A party official said lawmakers had chipped in $1.2 million for the House campaign committee after the appeal.
Among top Democrats, optimism has soared since Labor Day. Mr. Trump has handed them fodder via his Twitter provocations, and reports of deep internal divisions in his administration have added to a sense of a chaotic presidency — hijacking the news cycle.
Party leaders have closely tracked their leads in several public polls: During a meeting of congressional Democratic leaders on Wednesday evening, a top aide to Ms. Pelosi walked the group through a list of five recent polls that found voters nationally favoring Democratic congressional candidates over Republicans by double-digit margins.
Officials with the main House Democratic super PAC, the House Majority Fund, said their polling in August showed 17 incumbent Republicans trailing and six tied — nearly enough to recapture the majority without even factoring in the open seats the G.O.P. is defending. Strikingly, when the group this month surveyed some of the same districts where Republicans had unleashed a barrage of negative ads, it found that Democratic candidates had slipped only a little and that the races remained within the polling margin of error.
In the Senate, a mood of highly guarded hopefulness has spread among Democrats, who see a path to a majority that runs through a mix of right-leaning and solidly conservative states. By this point in the cycle, some in the party had feared that several incumbents would be headed to certain defeat, and once-inviting takeover opportunities would have slipped off the map, including in Tennessee and Texas. But both of those states remain competitive and a group of rust belt Senate Democrats, like Sherrod Brown of Ohio, seem secure.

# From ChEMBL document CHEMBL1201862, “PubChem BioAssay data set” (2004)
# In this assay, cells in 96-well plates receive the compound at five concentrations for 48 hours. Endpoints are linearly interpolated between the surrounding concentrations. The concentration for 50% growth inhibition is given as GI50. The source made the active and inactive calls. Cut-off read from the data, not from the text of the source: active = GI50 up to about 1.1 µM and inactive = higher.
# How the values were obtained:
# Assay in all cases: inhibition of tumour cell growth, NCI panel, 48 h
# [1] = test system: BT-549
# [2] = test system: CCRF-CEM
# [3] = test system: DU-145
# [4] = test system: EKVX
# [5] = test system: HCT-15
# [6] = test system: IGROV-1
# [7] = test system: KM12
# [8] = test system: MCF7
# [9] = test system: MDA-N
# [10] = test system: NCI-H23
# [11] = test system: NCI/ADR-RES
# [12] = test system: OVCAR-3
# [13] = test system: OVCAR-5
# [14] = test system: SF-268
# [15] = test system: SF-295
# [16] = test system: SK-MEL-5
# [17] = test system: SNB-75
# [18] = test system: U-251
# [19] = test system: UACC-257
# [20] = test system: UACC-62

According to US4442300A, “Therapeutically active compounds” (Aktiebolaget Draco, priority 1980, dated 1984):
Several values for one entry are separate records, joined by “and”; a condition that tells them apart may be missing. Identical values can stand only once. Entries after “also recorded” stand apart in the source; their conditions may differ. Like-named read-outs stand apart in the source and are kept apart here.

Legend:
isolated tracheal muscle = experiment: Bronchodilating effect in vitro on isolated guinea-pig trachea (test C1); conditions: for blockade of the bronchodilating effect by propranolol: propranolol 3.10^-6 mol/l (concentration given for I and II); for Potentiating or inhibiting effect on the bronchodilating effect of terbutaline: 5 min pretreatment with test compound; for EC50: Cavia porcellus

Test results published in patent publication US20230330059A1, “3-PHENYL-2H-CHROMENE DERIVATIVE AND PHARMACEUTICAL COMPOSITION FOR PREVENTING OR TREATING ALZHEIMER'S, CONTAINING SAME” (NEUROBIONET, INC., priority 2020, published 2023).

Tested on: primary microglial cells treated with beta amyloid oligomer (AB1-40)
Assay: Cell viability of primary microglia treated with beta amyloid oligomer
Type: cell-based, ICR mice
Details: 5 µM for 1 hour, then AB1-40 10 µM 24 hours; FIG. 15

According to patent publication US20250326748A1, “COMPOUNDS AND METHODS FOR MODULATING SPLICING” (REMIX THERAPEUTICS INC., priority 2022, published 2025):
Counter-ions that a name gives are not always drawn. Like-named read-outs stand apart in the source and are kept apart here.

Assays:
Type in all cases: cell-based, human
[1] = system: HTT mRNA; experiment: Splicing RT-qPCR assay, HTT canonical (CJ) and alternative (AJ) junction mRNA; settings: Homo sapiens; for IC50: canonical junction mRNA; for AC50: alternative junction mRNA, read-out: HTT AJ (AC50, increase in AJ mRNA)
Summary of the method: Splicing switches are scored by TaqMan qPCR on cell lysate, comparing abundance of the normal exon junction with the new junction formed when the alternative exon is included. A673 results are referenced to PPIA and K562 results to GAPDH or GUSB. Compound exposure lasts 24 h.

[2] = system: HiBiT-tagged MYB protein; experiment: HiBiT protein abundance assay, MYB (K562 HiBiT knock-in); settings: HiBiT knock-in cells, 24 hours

“Despite the difficulty of the map’s geography, if there’s a big wave I think our odds are very, very good,” Senator Chuck Schumer, the Democratic leader, said in an interview, adding that when “you’re feeling the wave in September it rarely changes much by November.”
And the main reason Democrats are sensing a wave is obvious to party veterans.
“He won’t allow himself to get credit for the economy,” said James Carville, the Democratic strategist, referring to President Trump. Mr. Carville, who fashioned Bill Clinton’s “It’s the economy, stupid” mantra in 1992, continued: “He’s made himself bigger than the economy. Every conversation starts and ends with Trump.”